Skip to main content

Telescopes

ASTRON is responsible for the operations of the Westerbork Synthesis Radio Telescope (WSRT) and the Low Frequency Array (LOFAR).

Astronomy

The astronomical research at ASTRON is closely aligned with the strengths of our facilities LOFAR and WSRT-APERTIF.

Diversity & Sustainability

ASTRON is committed to achieving a fair, welcoming, and sustainable work environment for all.

Beschermingszones


Met onze radiotelescopen nemen wij de meest zwakke signalen uit het heelal waar. Daardoor zijn zij kwetsbaar voor elektromagnetische storing. Met het tijdig treffen van de juiste maatregelen kan storing worden voorkomen.

Wireless Data Lab


Draadloze techniek lijkt vanzelfsprekend, maar de ontwikkeling ervan gaat niet vanzelf. Daarom hebben we bij ASTRON een proeftuin ingericht; het Wireless Data Lab.

Making discoveries
in radio astronomy
happen.

ASTRON is the Netherlands Institute for Radio Astronomy, and is part of the Institutes organisation of NWO.
STORIES

ASTRON launches database of female experts

Today marks International Women’s Day. This year’s theme is ‘Inspire Inclusion’.

News
Published by the editorial team, 8 March 2024

LOFAR ERIC: Distributed Research Infrastructure for European Astronomical Research Launched

LOFAR ERIC (European Research Infrastructure Consortium) has been officially launched at its first Council meeting today. The world-leading LOFAR (LOw Frequency ARray) Distributed Research Infrastructure has already revolutionised low-frequency radio astronomy research, resulting in an avalanche of scientific publications in the past decade. LOFAR ERIC is now a single legal entity across the European Union. The LOFAR ERIC statutory seat is in Dwingeloo, the Netherlands, hosted by NWO-I/ASTRON (Netherlands Institute for Radio Astronomy; the original designer of LOFAR).

LOFAR
News
Published by the editorial team, 22 January 2024

Telescope quartet reveals surprising statistics of cosmic flashes

Scientists led by Chalmers astronomer Franz Kirsten have studied a famous source of repeating fast radio bursts – a still unexplained cosmic phenomenon. Comparing with earlier measurements, the scientists draw a conclusion with far-reaching consequences: any source of fast radio bursts will repeat, if watched long enough and carefully enough. The research team, a unique collaboration between professional and amateur radio astronomers, used four telescopes in northern Europe, amongst which ASTRON’s Westerbork Synthesis Radio Telescope.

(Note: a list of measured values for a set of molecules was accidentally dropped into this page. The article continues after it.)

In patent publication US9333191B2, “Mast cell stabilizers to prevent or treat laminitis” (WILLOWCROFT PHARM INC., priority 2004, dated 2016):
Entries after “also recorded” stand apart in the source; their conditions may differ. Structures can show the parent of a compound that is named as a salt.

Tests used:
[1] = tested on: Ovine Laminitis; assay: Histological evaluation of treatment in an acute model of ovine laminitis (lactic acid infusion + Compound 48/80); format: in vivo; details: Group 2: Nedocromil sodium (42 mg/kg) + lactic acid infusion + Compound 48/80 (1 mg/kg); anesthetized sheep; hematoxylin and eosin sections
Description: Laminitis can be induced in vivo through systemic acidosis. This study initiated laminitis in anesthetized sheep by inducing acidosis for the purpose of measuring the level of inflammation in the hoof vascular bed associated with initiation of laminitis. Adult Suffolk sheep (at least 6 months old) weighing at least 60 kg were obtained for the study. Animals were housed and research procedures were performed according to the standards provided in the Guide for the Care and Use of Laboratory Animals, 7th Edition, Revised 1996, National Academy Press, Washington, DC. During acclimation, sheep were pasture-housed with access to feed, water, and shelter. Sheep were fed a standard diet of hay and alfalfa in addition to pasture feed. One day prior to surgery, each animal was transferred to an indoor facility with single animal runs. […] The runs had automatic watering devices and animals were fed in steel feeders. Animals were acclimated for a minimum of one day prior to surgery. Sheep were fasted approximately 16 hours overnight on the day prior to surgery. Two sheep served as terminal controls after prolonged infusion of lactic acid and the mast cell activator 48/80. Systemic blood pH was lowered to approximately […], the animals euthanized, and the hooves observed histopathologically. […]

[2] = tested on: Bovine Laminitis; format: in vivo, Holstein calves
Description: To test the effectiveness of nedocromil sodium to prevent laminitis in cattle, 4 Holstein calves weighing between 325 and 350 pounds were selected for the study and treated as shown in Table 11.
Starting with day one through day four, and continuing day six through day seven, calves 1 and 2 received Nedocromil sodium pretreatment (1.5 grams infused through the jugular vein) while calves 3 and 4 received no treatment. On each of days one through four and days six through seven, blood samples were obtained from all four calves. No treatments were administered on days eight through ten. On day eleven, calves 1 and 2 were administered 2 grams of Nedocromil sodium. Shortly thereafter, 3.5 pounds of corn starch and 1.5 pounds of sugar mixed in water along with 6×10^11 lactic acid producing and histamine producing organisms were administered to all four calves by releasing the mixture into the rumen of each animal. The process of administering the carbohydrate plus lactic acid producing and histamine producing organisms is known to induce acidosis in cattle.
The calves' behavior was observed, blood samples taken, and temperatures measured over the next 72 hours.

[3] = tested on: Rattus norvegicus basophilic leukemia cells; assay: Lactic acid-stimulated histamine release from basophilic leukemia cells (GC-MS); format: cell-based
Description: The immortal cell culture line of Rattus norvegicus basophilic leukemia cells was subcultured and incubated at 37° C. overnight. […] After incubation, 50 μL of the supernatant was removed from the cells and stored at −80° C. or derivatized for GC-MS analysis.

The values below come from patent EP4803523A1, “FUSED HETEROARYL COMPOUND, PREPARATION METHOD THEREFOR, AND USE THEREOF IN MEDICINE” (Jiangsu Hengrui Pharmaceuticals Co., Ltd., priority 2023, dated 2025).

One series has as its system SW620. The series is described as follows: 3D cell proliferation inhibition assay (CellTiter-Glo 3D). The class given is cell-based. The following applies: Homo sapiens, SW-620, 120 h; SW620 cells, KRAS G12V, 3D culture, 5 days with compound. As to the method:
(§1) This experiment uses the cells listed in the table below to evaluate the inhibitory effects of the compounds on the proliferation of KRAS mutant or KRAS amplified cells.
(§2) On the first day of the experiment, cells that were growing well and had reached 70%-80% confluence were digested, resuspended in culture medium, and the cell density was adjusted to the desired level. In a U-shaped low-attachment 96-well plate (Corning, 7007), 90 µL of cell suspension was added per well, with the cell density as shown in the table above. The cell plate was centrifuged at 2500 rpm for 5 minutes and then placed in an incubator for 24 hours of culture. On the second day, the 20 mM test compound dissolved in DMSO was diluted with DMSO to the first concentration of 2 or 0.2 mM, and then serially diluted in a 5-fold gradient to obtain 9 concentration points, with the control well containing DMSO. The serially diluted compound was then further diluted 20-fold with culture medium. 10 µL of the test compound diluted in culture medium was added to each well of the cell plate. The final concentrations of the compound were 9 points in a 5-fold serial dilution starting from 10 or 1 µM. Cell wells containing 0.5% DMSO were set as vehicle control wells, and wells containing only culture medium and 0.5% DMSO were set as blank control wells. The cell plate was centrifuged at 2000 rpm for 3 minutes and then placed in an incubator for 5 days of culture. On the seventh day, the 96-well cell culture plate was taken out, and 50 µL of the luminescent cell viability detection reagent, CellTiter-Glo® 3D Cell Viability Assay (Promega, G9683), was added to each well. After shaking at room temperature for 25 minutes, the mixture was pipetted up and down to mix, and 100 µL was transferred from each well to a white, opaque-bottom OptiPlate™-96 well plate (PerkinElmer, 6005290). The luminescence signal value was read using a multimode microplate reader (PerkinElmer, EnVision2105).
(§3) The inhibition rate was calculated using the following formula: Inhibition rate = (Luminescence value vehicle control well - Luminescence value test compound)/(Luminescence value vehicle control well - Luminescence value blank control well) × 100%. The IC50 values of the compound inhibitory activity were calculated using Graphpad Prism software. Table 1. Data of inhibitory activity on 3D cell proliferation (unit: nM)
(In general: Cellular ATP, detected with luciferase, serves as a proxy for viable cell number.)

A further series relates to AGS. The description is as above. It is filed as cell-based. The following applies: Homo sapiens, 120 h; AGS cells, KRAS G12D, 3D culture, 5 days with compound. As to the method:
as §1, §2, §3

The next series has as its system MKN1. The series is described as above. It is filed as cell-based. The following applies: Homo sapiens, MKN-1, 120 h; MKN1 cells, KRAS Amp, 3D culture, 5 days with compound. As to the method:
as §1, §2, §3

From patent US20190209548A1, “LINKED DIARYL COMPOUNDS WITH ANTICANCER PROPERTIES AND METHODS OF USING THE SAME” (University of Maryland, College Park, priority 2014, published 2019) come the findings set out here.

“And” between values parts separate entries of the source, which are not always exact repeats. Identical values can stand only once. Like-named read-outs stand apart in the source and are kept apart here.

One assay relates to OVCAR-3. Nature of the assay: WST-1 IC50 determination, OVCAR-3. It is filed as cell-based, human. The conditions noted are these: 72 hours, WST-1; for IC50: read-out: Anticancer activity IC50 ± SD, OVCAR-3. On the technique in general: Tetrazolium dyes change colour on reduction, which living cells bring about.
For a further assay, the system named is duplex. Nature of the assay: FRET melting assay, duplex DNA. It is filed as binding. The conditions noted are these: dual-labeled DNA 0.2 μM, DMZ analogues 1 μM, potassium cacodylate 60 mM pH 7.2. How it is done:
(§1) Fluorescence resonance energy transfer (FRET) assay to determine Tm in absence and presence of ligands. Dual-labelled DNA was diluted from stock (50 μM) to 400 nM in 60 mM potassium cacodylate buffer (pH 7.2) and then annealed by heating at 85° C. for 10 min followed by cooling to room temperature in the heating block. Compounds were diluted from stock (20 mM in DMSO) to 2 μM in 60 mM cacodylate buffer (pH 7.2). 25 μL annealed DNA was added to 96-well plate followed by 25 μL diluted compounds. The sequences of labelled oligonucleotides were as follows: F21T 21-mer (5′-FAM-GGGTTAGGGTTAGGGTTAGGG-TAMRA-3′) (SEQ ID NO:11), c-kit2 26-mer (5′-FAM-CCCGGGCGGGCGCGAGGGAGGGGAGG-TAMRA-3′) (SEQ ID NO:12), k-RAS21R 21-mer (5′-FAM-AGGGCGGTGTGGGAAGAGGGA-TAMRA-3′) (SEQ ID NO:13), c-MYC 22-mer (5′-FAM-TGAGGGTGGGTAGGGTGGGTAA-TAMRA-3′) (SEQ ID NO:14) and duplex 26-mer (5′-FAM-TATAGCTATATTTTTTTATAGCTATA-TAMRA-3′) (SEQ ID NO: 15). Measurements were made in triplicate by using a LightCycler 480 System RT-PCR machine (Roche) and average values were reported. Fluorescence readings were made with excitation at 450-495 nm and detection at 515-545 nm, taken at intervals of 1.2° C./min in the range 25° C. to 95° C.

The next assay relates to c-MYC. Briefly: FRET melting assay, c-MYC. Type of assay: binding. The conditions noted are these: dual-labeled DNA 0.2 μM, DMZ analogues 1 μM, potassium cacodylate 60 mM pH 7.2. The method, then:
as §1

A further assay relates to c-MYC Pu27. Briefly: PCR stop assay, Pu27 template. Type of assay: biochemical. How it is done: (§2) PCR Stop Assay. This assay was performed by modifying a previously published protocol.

Astronomy
News
telescopes
WSRT-APERTIF
Published by the editorial team, 4 January 2024

Dutch astronomers prove last piece of gas feedback-feeding loop of black hole

Three astronomers from the Netherlands have proven that gas that was previously heated near a supermassive black hole and flowed to the outskirts of the galaxy and cooled down, is moving back towards the black hole. While there had been indirect evidence for this theory, this is the first time that the cooled gas moving toward the black hole has actually been observed.

Astronomy
News
Published by the editorial team, 7 December 2023

Super sharp images reveal a possible hypernebula powered by a source of fast radio bursts

Astronomers discover ultra-fast radio bursts in archived data

ERC Starting Grant Awarded to Dr. Aditya Parthasarathy

Radio waves leaking from large satellite constellations could jeopardize astronomical exploration

Pulsar clocks open new window on gravitational waves

1 2 3 77
DAILY IMAGE

Over 100 bright bursts from a hyperactive fast radio burst source

© Futselaar/Ould-Boukattine/Hessels/ASTRON

Using five `small' (25-32m) European radio telescopes, including Westerbork (RT1), Onsala (O8), Torun, Stockert, and Dwingeloo, we have detected over 100 bright bursts from FRB 20240114A - a hyperactive repeating fast radio burst (FRB) source discovered using the CHIME/FRB telescope.

In a recent Astronomer's Telegram, ASTRON/UvA PhD student Omar Ould-Boukattine summarises the results to date. Some of the bursts are shown in the image above, where plots that are next to each other represent multi-telescope detections of the same burst.

We're using these observations to probe the highest energies that FRB sources can reach, which is both important for understanding the physics of how they are generated and to know whether we can eventually detect these bursts from early in the Universe's history.

This project has received funding from the European Research Council (ERC) under the European Union’s Horizon 2020 research and innovation programme (`EuroFlash'; Grant agreement No. 101098079) as well as an NWO-Vici grant (`AstroFlash'; VI.C.192.045).

ASTRON daily image.
EVENTS

Toegepaste RF-techniek

Mon 13 May 2024 - Thu 16 May 2024

De cursus Toegepaste RF-techniek bestaat uit een theoriegedeelte (75%) en hands-on sessies in ons eigen lab (25%).
Deelnemers aan deze cursus dienen een hbo werk- en denkniveau te hebben. De deelnemer kent de basisbegrippen van elektronica. Parate kennis van wiskundige concepten is niet vereist, maar komt wel aan de orde bij de transmissielijntheorie. In de cursus wordt ook complexe rekenwijze toegepast.

@astron

Subscribe to our newsletter. For previous editions, click here.

searchclosechevron-downlinkedin-squarebarsyoutube-playinstagramfacebook-officialcross